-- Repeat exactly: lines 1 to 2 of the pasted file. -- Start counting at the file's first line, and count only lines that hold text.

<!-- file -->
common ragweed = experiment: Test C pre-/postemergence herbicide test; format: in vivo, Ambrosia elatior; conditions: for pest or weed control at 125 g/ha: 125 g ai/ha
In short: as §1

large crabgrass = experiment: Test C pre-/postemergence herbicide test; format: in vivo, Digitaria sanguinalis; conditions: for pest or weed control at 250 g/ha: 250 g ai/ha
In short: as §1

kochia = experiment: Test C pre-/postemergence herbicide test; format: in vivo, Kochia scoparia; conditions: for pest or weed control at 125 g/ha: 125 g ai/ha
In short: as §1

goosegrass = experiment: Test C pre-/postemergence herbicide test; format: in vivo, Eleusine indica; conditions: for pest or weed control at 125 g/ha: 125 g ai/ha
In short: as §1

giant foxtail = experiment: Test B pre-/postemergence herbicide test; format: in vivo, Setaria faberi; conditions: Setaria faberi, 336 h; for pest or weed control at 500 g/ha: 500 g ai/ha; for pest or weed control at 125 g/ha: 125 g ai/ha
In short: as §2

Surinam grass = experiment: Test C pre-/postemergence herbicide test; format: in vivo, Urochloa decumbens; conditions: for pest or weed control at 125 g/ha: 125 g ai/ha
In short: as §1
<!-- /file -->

common ragweed = experiment: Test C pre-/postemergence herbicide test; format: in vivo, Ambrosia elatior; conditions: for pest or weed control at 125 g/ha: 125 g ai/ha
In short: as §1